Memory evolved to predict outcomes, but the neural mechanisms that link outcomes and remembered episodes are unclear. Episodic memory requires the hippocampus (HPC), working flexibly with memory requires the prefrontal cortex (PFC), and both structures are needed for tracking outcomes that change over space or time. Spatial reversal learning entails learning to stop approaching a previously rewarded location and instead approaching a previously unrewarded one. The PFC and HPC are needed for spatial reversal learning, and each structure supports different functions. HPC inactivation impairs all spatial learning, whereas PFC inactivation spares discrimination but impair reversal learning. Different PFC circuits guide reversals depending on outcome history: medial prefrontal cortex (mPFC) supports switching between rapidly changing goals, orbitofrontal cortex (OFC) supports switching from one well-established goal to another. Neural representations in each structure predict choices that correspond with the inactivation effects: OFC predictions develop relatively slowly across episodes, while mPFC and HPC predictions develop quickly. The proposed experiments combine local circuit manipulations with high density unit recording in rats performing spatial reversals to test the extent to which coordinated HPC and PFC activity associates episodes and outcomes.
Aim 1 will test how outcome history affects reversal strategies and functional interactions between PFC and CA1 by disrupting local circuits. Groups of rats will be trained in a HPC-dependent spatial task followed by reversals designed to require either OFC or mPFC while local OFC or mPFC circuits are temporarily inactivated. To investigate the required circuitry, mPFC and OFC will be infected with halorhodopsin (NpHR3.0) or channelrhodopsin (ChR2) containing viruses and PFC axon terminals will be modulated by light delivered to the n. reuniens, a thalamic relay between PFC and CA1. The results will determine if mPFC and OFC contribute independently or interactively to spatial outcome predictions, and test the extent to which these interactions require the n. reuniens.
Aim 2 will investigate how outcome history affects PFC and CA1 coding interactions by recording simultaneously in the three regions or inactivating one while recording the other two as rats perform the tasks described in Aim 1. The results will identify neuronal signals and CA1 interactions with mPFC or OFC that predict outcome guided memory representations.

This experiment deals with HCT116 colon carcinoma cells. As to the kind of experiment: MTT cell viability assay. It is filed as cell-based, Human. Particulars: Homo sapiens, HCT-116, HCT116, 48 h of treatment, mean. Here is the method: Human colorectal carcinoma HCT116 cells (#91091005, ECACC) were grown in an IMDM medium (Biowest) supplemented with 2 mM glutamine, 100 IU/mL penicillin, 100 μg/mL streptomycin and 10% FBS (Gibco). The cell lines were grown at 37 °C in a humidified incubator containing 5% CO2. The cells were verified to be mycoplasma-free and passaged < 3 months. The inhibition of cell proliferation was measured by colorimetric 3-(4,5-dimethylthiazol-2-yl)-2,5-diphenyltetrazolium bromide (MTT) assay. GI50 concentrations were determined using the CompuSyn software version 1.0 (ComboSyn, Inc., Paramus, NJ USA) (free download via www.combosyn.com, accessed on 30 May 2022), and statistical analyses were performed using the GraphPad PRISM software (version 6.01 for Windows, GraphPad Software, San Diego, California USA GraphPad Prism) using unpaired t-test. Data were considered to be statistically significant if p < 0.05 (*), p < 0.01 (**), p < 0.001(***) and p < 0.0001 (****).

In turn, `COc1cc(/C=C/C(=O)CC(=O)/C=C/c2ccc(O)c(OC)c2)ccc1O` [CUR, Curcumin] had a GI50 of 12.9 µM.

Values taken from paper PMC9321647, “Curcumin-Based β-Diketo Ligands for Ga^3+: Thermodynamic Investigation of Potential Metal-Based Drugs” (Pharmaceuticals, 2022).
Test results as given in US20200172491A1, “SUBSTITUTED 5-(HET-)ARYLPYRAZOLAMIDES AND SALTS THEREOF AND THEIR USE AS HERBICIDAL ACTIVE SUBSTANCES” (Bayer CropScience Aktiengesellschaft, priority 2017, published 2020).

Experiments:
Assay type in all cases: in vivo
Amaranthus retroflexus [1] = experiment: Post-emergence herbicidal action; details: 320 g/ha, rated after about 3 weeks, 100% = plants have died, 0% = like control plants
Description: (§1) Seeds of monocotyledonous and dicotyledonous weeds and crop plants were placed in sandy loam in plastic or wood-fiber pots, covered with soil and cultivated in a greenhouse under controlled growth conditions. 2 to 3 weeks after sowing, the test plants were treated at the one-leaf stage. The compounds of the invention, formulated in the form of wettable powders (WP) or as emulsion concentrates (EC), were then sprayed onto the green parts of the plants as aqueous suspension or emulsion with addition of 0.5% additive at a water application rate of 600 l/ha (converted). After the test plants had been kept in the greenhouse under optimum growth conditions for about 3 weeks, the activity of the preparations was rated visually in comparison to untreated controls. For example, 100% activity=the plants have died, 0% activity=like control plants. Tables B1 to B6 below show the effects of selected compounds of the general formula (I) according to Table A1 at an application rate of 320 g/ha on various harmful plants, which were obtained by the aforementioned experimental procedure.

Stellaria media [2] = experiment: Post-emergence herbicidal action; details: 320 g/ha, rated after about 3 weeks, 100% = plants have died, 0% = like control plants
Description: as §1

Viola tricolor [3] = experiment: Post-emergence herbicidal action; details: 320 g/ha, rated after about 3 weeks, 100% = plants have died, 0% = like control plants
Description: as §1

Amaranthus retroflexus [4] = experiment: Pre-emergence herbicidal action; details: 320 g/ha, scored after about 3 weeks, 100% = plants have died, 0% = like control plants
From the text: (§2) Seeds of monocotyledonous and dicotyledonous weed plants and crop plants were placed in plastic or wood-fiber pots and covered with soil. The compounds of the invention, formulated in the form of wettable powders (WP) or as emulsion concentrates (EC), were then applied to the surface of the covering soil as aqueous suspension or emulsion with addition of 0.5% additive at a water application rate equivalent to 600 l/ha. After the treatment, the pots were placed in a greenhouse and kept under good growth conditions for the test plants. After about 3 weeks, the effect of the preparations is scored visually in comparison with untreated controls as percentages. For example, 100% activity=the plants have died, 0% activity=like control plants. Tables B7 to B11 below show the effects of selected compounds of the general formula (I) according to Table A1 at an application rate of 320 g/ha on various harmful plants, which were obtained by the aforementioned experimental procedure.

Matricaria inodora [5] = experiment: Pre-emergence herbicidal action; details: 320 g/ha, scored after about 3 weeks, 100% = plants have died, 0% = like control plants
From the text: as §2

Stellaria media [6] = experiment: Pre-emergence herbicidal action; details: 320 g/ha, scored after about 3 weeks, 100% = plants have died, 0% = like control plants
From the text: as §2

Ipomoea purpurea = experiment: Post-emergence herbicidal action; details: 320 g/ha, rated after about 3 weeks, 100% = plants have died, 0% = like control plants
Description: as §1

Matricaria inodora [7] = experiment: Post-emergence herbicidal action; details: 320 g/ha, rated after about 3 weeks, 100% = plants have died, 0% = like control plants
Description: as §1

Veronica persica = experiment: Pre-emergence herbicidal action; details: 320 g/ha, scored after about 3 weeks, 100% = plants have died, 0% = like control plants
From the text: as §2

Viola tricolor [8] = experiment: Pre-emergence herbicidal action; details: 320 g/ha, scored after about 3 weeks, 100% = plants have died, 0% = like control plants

Aim 3 will test PFC-HPC communication mechanisms by modulating the temporal coordination of PFC and HPC activity. Electrically stimulating the fimbria fornix synchronizes local field potentials in widespread cortical and subcortical networks and improves spatial learning and memory. ?Pacemaker? stimulation of the medial septal area (MSA) and nucleus basalis modulate HPC and PFC synchrony independently. Enhancing or disrupting learning-related activity patterns recorded in Aim 2 will test if network synchrony is needed to link outcomes with memory.

Public Health Relevance

The outcome of experience guides what we learn and remember, but the brain mechanisms that link outcome predictions and memory are unknown. The prefrontal cortex is needed for integrating stimuli with reward, the medial temporal cortex is needed for memory, but the mechanisms by which these areas cooperate remains mysterious. The proposal will investigate network communication mechanisms that link memories and outcomes by identifying and controlling physiological interactions between prefrontal and medial temporal cortical circuits, highest level association areas whose dysfunction contribute to many psychiatric disorders, including OCD, depression, schizophrenia, and autism.

National Institute of Health (NIH)
National Institute of Mental Health (NIMH)
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Neurobiology of Learning and Memory Study Section (LAM)
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Buhring, Bettina D
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Albany Medical College
Schools of Medicine
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